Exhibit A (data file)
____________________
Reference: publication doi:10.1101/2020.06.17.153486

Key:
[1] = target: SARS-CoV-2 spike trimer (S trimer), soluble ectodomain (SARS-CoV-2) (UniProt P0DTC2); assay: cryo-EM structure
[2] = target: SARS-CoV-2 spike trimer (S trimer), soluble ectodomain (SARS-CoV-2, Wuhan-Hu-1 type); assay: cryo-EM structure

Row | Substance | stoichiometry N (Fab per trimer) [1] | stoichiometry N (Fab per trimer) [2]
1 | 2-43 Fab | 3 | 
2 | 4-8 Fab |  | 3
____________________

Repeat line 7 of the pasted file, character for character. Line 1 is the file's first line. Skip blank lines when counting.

2 | 4-8 Fab |  | 3